ARTS OF AFRICA AND GLOBAL SOUTHS research programme affiliate Andrew Mulenga, is a PhD candidate in the Fine Art Department at Rhodes University, South Africa. He was among emerging and internationally acclaimed art historians, curators, artists, as well as prominent academics who straddle the fields of art and academia, research and criticism that were invited to the launch of the Live Art Network Africa (LANA) at the Institute for Creative Arts (ICA), University of Cape Town (UCT).
Mulenga’s presentation entitled “For The Record: Documenting performance art in Zambia, where do we do we start?” grappled with documentation – or the lack thereof - of performance art in the Zambian genre. It furthermore proposes that performance artists should develop conversations around documenting their work for marketing purposes on the international art scene if not for archival purposes so that scholars can engage with the work critically.
Held from 17 to 20 February at UCT’s Hiddingh Campus and convened by Jay Pather, Associate Professor at the University of Cape Town and Director of the ICA, the event comprised performances, networking sessions and a symposium. Catering for packed audiences, the symposium featured addresses, panel discussions and papers around some of the salient issues of live art.
In the closed-door sessions delegates came together in a more informal capacity to form a network that will take forward ideas around platforms for 'staging' live art, the theorizing and critique of live art (publications and conferences), education (workshops, laboratories and curriculum development), and the dissemination of live art (through, exhibitions, documentation, recordings).
The closed-door sessions took place in four parts, and the first session looked at the intentions for LANA, why the Network is needed, and how the goals of LANA will be taken forward. In the second session, discussion centered around Live Art (or multidisciplinary) festivals on the continent, where these festivals are taking place and the institutes/organizations that run them. In the third one, conferences on the continent that focus on live art, African journalists, writers and academics who are reviewing and reflecting on live art in critical, generative ways were highlighted, in conjunction with books or collections of essays about African live art. The last session focused on art curricula that include the study of live art on the continent, and the success of such courses/syllabi in terms of take up from students and the impact on the quality of work being produced. The last session was also dedicated to the formation of a LANA Secretariat to coordinate the Network going forward.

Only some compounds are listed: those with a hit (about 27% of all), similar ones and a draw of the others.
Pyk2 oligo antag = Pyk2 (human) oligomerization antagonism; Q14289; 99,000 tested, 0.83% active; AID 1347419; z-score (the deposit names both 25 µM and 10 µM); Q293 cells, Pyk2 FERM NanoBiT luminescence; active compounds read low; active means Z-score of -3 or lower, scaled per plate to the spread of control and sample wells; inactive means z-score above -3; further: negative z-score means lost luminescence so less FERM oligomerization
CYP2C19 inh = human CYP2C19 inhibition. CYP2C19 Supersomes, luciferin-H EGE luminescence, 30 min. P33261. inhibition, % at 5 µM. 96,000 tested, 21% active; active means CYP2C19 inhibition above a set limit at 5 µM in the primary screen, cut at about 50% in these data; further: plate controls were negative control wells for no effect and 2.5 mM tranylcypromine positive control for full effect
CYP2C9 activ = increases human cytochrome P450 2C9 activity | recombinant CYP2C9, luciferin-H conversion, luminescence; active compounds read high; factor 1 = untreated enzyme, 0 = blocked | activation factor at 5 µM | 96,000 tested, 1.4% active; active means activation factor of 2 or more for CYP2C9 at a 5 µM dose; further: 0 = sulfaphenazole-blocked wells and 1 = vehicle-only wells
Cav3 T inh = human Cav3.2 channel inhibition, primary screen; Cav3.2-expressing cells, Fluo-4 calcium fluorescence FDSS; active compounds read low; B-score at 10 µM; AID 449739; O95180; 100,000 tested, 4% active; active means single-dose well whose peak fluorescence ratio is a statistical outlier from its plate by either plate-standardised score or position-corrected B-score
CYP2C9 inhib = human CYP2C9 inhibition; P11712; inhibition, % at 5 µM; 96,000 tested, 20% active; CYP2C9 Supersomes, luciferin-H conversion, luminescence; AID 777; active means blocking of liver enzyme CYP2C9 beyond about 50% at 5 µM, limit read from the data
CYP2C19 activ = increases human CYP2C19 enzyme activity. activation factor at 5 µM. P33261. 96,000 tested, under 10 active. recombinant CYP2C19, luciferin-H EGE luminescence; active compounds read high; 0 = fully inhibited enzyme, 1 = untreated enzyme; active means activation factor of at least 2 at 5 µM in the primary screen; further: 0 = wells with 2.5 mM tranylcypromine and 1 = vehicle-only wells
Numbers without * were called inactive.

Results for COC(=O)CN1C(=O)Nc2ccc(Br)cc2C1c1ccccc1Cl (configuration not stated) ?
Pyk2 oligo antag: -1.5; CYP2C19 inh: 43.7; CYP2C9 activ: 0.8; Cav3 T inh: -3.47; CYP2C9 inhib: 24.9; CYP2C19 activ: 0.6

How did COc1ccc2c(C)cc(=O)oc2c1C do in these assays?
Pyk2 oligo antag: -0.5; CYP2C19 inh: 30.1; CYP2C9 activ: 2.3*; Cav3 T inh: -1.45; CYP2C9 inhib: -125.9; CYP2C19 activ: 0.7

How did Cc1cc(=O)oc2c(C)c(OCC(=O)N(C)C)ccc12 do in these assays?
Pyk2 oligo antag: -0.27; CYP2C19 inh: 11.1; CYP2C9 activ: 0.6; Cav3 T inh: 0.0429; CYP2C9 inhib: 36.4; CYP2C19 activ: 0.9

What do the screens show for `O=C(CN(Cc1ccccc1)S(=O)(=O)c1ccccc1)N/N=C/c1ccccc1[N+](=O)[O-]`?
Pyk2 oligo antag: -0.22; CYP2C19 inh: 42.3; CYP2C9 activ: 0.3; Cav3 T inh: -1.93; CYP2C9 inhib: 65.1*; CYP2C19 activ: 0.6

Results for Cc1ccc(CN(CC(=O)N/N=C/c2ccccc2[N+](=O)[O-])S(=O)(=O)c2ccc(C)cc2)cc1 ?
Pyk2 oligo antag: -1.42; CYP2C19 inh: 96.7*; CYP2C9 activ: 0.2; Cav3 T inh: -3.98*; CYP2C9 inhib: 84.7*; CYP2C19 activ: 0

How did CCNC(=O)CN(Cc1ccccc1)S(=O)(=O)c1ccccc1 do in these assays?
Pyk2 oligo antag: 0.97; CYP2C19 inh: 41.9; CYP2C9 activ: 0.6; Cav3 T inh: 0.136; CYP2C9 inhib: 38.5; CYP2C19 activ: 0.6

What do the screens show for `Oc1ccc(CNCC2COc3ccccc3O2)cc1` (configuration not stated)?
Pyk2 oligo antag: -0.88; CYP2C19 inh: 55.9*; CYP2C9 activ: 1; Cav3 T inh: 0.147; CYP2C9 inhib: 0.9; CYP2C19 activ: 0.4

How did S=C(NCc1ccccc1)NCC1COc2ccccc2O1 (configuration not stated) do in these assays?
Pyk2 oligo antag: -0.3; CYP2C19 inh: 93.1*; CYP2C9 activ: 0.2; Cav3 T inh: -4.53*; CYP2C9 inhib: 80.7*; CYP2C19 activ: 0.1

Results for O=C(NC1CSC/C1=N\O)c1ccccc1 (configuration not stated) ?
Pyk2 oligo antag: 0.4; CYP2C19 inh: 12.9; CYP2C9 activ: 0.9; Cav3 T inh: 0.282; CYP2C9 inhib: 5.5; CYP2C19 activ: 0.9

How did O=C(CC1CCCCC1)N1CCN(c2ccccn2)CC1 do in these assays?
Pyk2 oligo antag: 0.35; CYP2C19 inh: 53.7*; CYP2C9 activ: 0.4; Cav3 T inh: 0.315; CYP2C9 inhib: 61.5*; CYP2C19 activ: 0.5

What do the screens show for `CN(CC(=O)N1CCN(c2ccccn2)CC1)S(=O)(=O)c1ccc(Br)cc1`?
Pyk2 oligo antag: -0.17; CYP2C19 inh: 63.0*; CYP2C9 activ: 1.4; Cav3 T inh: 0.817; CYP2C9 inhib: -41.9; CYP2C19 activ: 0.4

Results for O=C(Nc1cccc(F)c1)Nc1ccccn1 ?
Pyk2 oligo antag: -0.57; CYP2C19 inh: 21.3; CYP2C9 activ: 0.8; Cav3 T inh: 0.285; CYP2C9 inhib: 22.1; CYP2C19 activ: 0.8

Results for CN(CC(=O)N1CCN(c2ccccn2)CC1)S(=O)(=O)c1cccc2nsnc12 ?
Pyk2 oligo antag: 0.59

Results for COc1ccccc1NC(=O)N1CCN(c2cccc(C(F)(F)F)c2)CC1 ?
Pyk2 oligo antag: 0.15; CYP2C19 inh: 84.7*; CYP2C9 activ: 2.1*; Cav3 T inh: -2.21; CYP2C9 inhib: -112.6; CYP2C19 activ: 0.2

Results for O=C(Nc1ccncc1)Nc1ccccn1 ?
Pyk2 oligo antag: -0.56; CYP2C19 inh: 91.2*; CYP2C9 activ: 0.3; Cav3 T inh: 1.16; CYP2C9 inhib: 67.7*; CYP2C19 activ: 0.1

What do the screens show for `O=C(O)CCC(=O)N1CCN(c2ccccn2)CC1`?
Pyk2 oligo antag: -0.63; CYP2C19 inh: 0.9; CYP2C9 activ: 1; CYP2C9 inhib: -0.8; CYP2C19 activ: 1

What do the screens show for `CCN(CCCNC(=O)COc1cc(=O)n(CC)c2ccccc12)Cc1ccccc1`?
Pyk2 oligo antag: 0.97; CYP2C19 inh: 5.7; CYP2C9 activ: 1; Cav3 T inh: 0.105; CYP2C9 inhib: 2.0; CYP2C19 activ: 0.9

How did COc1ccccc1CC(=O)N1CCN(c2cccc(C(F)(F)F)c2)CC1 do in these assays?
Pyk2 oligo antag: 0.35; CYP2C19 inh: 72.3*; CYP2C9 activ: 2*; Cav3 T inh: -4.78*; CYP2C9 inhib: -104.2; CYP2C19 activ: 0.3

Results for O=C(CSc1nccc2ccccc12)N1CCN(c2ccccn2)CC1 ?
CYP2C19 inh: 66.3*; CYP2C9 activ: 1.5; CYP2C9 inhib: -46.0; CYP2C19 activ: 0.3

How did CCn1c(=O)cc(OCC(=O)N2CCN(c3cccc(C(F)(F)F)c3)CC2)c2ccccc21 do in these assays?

The full list of delegates in attendance, from other countries, were: Panaibra Canda (Mozambique), Christian Etongo (Cameroon), Jelili Atiku (Nigeria), N'Goné Fall (Senegal), Laila Soliman (Egypt), Wura-Natasha Ogunji (Nigeria), Mwenya Kabwe (Zambia/South Africa), Bernard Akoi-Jackson (Ghana), Massa Lemu (Malawi), Andrew Hennlich (USA).The list of delegates in attendance from South Africa were: Sarah Nuttall, Dee Mohoto, Gabrielle Goliath, Nondumiso Msimanga, Bettina Malcomess, Katlego Disemelo, Alan Parker, Same Mdluli, Catherine Boulle with Nelisiwe Xaba and Donna Kukama. Nomusa Makhubu, and Khwezi Gule could not make it due to prior engagements, their presentations, however, were broadcasted and discussed. Live performances included works by Jelili Atiku, Bernard Akoi-Jackson, Panaibra Canda, Christian Etongo, Khanyisile Mbongwa, Dean Hutton, Chuma Sopotela and Lesiba Mabitsela.
Jelili Atiku during his performance Jangbala Jubu, or How to Explain History to American President (Photo: Andrew Mulenga)
Above photo: (L-R) Panaibra Canda (Mozambique), Catherine Boulle (South Africa) and Andrew Mulenga (Zambia) at the Live Art Network Africa (LANA) symposium, Institute for Creative Arts (ICA), University of Cape Town. (Image courtesy: ICA)